The Directorate-General of Highways (DGH) said a trial road test program is scheduled to be launched next month as part of its plan to implement its much-vaunted new road test by September 2014.
Hsieh Chieh-tien (謝界田), director of the DGH’s motor vehicle division, said the DGH planned to execute the trial road test program in three stages.
Between now and August next year, those volunteering to take the road test will pay NT$2,000 less for their driving lessons.
He added that they must first pass the test on the designated test route before they can take a road test, but the scores of the latter will not affect the drivers’ acquisition of licenses.
“The trial road test at the first stage will be administered by DGH’s Training Institute, which will start taking registration on the 14th of next month,” Hsieh said, adding that the motor vehicle office in Penghu could also start administering trial road tests next year.
Hsieh said the trial road test given by the Training Institute will be executed on Jingcheng Road (金城路), Cingshuei Road (清水路) and Cingyun Road (青雲路) of Tucheng (土城) District in New Taipei City (新北市). To avoid interfering with traffic, the tests will be given between 9am and 1pm and between 1pm and 3:30pm every day.
Hsieh said that, starting in September next year, all those volunteering to take the test must pass the written test, the test on the designated route as well as the road test before they can receive their licenses.
The rule will apply to those taking the road test between September and August next year as well as September next year and August 2013, which will form the second and third stages of the trial road test program.
While more motor vehicle offices and some driving schools will administer the road test at the second stage, all motor vehicle offices and more driving schools will come on board at the third stage, Hsieh said.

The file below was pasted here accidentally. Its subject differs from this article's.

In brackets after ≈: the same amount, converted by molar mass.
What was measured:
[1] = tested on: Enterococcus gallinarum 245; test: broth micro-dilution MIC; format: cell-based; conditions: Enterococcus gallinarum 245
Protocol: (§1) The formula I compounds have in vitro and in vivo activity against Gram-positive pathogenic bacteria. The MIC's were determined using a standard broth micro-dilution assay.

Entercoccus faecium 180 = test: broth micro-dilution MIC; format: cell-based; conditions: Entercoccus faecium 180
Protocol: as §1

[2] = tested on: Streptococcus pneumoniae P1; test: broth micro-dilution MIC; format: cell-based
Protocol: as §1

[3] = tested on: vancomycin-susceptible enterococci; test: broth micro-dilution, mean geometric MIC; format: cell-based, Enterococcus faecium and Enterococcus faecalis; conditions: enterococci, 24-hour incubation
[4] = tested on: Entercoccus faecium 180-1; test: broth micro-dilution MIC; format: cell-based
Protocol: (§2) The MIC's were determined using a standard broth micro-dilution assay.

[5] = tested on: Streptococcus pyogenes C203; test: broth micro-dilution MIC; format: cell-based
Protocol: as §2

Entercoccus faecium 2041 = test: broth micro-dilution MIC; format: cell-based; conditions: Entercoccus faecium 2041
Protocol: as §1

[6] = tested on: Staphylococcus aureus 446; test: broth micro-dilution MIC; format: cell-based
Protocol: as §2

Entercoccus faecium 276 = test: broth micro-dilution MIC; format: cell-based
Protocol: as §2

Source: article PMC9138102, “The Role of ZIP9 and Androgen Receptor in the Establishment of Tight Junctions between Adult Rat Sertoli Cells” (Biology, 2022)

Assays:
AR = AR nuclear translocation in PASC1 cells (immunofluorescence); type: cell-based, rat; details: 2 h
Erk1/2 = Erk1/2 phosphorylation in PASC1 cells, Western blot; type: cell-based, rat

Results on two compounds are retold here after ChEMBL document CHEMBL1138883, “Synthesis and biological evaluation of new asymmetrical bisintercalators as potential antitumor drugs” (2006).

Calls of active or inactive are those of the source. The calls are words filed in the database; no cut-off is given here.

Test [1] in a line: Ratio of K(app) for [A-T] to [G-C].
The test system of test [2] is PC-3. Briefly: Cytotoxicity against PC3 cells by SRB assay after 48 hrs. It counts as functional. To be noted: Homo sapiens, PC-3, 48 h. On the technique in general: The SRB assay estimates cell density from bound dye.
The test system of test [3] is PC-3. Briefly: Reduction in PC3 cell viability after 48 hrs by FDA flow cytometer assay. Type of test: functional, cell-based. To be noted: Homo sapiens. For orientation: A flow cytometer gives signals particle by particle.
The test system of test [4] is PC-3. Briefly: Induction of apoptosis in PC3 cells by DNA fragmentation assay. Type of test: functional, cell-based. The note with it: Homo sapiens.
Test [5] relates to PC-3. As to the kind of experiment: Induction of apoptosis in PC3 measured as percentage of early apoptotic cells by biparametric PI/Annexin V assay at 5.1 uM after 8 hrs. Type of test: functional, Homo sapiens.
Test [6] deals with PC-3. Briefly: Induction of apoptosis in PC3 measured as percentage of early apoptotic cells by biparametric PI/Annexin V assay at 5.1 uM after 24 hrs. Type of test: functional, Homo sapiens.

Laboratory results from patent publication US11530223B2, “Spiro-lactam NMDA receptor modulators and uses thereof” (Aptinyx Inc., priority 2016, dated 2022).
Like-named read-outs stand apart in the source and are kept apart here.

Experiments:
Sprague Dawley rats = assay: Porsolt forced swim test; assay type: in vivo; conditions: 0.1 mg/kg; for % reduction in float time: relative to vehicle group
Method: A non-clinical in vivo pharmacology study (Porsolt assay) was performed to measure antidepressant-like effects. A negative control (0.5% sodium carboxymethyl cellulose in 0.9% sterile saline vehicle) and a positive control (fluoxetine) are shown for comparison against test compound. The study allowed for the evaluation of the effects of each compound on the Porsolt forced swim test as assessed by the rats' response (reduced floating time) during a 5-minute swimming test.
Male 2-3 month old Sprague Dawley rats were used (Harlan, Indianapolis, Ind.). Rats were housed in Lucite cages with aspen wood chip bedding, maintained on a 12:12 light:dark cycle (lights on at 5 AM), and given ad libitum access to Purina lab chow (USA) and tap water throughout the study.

He said that the results of the three-year program will be carefully reviewed before the DGH implement the mandatory road test on all licence applicants.
Meanwhile, the DGH has amended the evaluation sheet of the driving test.
For example, points will be deducted if motorists switch lanes or reverse their vehicles without signaling; talk on mobile phones while driving; fail to yield to pedestrians, ambulances or fire trucks; or do not finish parking at the roadside within three minutes. The number of points deducted could range from eight to 32.
Applicants must get 70 points out of a possible 100 points to pass the road test, based on the DGH’s plan.
Currently, motor vehicles offices or driving schools around the nation administer the driving tests on a designated test route in a controlled environment, in which drivers are evaluated on their ability to react to a number of scenarios, such as backing into a parking space.
However, critics say the test routes do not reflect actual traffic situations that motorists encounter when they drive. Many drivers are still afraid to drive on actual roads even after they have been granted licenses, they say.